Europeans and Chinese on Monday discussed at a video conference summit several issues that they disagree with. Objective: to prepare a meeting between the Chinese President and the leaders of the 27.
On Monday, June 22, the European Union and China had a “sincere statement” about their differences over Hong Kong and their trade relations during a video conference summit.
The aim of the virtual meeting was to prepare for an extra meeting between the Chinese president and the leaders of the 27, while both sides hope to sign an investment protection agreement this year.
Presidents of the European institutions have expressed to President Xi Jinping and Prime Minister Li Keqiang his “grave concern” for the former British colony. Beijing on Tuesday explained these comments. “The national security legislation in Hong Kong is an internal matter in China. We oppose any foreign involvement in this matter,” answered the European Affairs Minister to the Chinese Foreign Ministry, Wang Lutong.
Europeans also expressed dissatisfaction with the disinformation campaigns and cyberattacks from China. Finally, they expressed disappointment at the lack of progress in the trade negotiations.
No joint explanation
The conversation with the Prime Minister and then with President Xi lasted for six hours. The summit ended without a joint statement and everyone communicated on their own. The Chinese “did not offer to hold a joint press conference,” said a European official.
“It is important to have a dialogue with China to defend our values, but we have disagreements on important issues,” European Council President Charles Michel explained during a press conference.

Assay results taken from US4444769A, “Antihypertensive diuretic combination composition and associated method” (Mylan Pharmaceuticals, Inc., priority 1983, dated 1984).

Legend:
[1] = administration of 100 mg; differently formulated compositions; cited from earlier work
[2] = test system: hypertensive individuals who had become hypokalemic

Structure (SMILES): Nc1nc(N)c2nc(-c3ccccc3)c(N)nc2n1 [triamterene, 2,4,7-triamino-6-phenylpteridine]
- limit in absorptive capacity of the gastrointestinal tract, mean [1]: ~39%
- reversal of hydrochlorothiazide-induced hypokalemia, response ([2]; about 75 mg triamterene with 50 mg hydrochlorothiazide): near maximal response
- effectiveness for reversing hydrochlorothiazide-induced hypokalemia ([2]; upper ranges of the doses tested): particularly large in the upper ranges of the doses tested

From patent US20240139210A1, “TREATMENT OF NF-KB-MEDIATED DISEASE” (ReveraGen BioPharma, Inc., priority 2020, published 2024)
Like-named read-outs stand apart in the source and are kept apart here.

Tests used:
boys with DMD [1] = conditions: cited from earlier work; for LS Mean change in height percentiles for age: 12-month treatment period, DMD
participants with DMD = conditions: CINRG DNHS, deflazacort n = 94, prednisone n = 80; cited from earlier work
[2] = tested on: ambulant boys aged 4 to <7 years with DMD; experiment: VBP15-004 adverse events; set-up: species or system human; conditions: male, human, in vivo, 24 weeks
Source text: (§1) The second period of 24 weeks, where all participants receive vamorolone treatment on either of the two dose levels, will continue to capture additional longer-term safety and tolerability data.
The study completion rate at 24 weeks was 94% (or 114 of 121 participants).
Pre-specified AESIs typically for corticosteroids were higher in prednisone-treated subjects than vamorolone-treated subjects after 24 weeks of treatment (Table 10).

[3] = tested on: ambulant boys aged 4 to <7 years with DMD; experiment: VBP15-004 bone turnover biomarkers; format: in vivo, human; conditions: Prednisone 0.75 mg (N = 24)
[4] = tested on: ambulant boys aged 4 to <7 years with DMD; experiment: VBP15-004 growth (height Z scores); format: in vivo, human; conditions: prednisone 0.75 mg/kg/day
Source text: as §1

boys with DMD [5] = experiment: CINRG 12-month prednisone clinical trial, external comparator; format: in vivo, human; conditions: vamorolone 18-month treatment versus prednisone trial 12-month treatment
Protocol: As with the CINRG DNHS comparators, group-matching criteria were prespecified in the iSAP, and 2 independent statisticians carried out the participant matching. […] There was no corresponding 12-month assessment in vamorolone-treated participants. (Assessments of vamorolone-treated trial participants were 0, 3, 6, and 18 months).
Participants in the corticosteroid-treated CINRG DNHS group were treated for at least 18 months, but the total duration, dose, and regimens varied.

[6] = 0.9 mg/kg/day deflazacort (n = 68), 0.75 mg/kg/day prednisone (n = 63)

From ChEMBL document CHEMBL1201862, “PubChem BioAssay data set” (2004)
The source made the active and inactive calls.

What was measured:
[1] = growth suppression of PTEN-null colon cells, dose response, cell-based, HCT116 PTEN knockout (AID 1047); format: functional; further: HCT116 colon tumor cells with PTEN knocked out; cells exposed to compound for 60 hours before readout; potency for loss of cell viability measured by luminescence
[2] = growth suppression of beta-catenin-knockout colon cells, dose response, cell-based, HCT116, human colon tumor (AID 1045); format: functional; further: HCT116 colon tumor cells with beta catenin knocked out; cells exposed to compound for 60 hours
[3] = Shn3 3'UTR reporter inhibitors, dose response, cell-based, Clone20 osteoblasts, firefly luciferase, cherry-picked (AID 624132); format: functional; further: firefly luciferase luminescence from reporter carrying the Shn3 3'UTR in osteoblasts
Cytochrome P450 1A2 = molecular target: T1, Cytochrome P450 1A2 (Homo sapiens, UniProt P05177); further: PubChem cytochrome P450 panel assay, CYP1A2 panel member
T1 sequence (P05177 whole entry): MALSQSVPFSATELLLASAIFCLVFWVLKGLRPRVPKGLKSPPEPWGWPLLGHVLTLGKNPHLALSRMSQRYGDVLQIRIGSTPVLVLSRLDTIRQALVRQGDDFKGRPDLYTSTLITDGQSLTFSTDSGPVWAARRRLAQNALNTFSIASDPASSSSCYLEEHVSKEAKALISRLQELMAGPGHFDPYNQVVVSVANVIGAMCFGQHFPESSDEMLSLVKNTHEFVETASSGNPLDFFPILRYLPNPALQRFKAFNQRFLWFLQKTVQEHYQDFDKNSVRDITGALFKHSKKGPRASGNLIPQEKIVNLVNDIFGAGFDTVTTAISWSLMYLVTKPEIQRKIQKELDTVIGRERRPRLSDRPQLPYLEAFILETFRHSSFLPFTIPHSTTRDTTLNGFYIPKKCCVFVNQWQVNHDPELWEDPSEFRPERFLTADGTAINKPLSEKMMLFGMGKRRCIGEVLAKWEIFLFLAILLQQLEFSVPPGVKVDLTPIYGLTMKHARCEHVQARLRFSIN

“China is a trading partner, an economic competitor and a systemic rival,” said EU Commission President Ursula von der Leyen. “All of this shows that our relationship is not easy,” she said.
Europe’s expectations were disappointed
Europeans and Chinese have negotiated an investment protection agreement for a year that gives European companies access to the Chinese market while protecting EU companies from the appetite of large, subsidized Chinese groups.
Europe’s expectations have been disappointed. “We need more ambitions from China to conclude such an agreement by the end of the year,” said Ursula von der Leyen. “We expect that the Chinese authorities will make commitments on state-owned enterprises and transparency on technology support and coercion,” she said. “Otherwise, we are determined to play another card, that of defending our interests,” a senior European official warned on Monday.
The Chinese, for their part, are concerned about the new European legislation on foreign investment and the EU’s distance to them. “China is opening up resolutely and has committed to creating a market-oriented, law-based international business environment for international companies,” said Prime Minister Li Keqiang in a report on the CCTV summit. . “We hope that the EU will also maintain the opening of its trade and investment markets and relax its export restrictions to China,” he added.
“Choosing” between Washington and Beijing
Beijing is engaged in a trade and political conflict with the United States and is seeking support. Washington warned Europeans ahead of the summit: “The Chinese Communist Party wants to force you to choose” between the US and China, said US Secretary of State Mike Pompeo.
However, the Europeans refuse to allow themselves to be caught up in the tension between the two powers. “Europe will not be the battlefield for the United States and China,” European Industry Commissioner Thierry Breton said on Sunday.
But China is an important partner for the EU. According to trade in goods, trade in goods amounted to EUR 1.5 billion per day in 2019.